Maybe just rig an additional acoustic alarm to the starter circuit, so that it keeps on blaring if the ignition switch stays in place.
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Old 13-11-2017, 23:25   #52
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Re: The day the diesel died ...

What a great story nice video to go along with it. Always something to learn from
others misfortune.
You did break one of the main rules of electricity. " Don't let the smoke out of the wiring"
Rich
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Old 13-11-2017, 23:44   #53
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Re: The day the diesel died ...

Quote:
Originally Posted by Red Horse View Post
What a great story nice video to go along with it. Always something to learn from
others misfortune.
You did break one of the main rules of electricity. " Don't let the smoke out of the wiring"
Rich
^^^^ Ah, yes, the phlogiston theory of 12 v. electricity....I remember it well!

Ann
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Old 15-11-2017, 14:43   #54
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Re: The day the diesel died ...

The Brits discovered the problem long ago.


A Treatise on the Importance of Smoke**
by Joseph Lucas
Positive ground depends on proper circuit functioning, which is the transmission of negative ions by retention of the visible spectral manifestation known as "smoke". Smoke is the thing that makes electrical circuits work. We know this to be true because every time one lets the smoke out of an electrical circuit, it stops working. This can be verified repeatedly through empirical testing. For example, if one places a copper bar across the terminals of a battery, prodigious quantities of smoke are liberated and the battery shortly ceases to function. In addition, if one observes smoke escaping from an electrical component such as a Lucas voltage regulator, it will also be observed that the component no longer functions. The logic is elementary and inescapable!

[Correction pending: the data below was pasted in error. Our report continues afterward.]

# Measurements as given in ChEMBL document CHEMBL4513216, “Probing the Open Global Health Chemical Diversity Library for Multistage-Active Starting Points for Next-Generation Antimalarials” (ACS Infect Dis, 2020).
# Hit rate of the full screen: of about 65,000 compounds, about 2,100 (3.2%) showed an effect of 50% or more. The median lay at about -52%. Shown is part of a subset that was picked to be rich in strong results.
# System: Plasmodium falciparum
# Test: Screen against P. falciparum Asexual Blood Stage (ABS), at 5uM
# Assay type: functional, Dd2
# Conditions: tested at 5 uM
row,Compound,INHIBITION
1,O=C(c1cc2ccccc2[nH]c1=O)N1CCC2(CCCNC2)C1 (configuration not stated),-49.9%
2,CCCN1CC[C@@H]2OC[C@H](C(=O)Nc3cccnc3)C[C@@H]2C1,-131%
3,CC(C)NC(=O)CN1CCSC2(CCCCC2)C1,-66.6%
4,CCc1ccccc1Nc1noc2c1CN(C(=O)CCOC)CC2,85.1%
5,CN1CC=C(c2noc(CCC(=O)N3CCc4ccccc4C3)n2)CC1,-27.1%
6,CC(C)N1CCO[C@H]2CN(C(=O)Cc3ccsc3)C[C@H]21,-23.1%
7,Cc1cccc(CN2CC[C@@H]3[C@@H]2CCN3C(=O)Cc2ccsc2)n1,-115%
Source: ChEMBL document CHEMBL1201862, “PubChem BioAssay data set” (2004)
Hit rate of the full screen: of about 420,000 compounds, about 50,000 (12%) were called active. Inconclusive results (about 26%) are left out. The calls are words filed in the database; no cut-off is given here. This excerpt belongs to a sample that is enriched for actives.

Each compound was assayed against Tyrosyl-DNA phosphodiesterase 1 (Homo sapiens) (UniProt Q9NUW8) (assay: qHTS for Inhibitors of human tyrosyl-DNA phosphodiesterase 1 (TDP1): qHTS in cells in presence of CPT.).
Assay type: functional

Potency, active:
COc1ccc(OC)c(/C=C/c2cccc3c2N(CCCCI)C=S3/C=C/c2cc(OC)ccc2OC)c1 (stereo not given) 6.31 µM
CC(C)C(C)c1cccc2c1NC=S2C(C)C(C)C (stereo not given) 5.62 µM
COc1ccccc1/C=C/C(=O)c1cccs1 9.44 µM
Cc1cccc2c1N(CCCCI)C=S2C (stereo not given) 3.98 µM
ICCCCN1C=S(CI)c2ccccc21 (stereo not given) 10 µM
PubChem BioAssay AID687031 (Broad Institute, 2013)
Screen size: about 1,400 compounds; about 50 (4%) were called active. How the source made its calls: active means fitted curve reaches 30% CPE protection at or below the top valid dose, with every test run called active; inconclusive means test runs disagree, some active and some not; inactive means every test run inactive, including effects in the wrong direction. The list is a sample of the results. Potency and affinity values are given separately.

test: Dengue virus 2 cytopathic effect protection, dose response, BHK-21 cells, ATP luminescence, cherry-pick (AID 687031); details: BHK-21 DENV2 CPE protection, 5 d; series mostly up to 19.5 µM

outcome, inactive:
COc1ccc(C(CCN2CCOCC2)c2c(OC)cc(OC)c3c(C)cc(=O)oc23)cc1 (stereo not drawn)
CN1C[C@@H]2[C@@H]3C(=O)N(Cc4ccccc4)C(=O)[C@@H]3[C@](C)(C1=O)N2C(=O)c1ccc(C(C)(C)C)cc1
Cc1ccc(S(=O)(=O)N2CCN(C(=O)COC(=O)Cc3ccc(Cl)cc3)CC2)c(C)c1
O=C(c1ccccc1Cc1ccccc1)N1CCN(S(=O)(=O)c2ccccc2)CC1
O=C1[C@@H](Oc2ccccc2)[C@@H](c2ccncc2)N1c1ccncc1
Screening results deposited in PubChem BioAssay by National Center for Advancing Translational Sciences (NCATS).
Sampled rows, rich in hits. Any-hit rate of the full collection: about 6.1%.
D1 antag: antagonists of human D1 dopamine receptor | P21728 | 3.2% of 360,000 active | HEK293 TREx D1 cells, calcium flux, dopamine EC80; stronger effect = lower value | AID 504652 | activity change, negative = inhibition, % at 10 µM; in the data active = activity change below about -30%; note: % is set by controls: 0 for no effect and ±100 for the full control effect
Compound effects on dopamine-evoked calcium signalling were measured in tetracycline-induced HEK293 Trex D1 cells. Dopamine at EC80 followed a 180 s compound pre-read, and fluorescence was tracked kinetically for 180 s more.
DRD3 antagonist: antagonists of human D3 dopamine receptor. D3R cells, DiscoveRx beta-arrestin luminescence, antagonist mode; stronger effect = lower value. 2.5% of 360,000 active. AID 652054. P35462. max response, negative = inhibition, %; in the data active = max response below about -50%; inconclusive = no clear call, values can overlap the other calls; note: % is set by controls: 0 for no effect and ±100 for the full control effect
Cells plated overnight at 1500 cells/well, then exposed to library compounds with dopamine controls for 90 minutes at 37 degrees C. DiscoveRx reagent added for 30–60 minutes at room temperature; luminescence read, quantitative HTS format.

The function of the wiring harness is to conduct the smoke from one device to another. When the wiring springs a leak and lets all the smoke out of the system, nothing works afterward.

Starter motors were considered unsuitable for British motorcycles for some time largely because they consumed large quantities of
smoke, requiring very unsightly large wires.

It has been reported that Lucas electrical components are possibly more prone to electrical leakage than their Bosch, Japanese or American counterparts. Experts point out that this is because Lucas is British, and all things British leak. British engines leak oil, British shock absorbers, hydraulic forks and disk brake systems leak fluid, British tires leak air and British Intelligence leaks national defence secrets. Therefore, it follows that British electrical systems must leak smoke. Once again, the logic is clear and inescapable.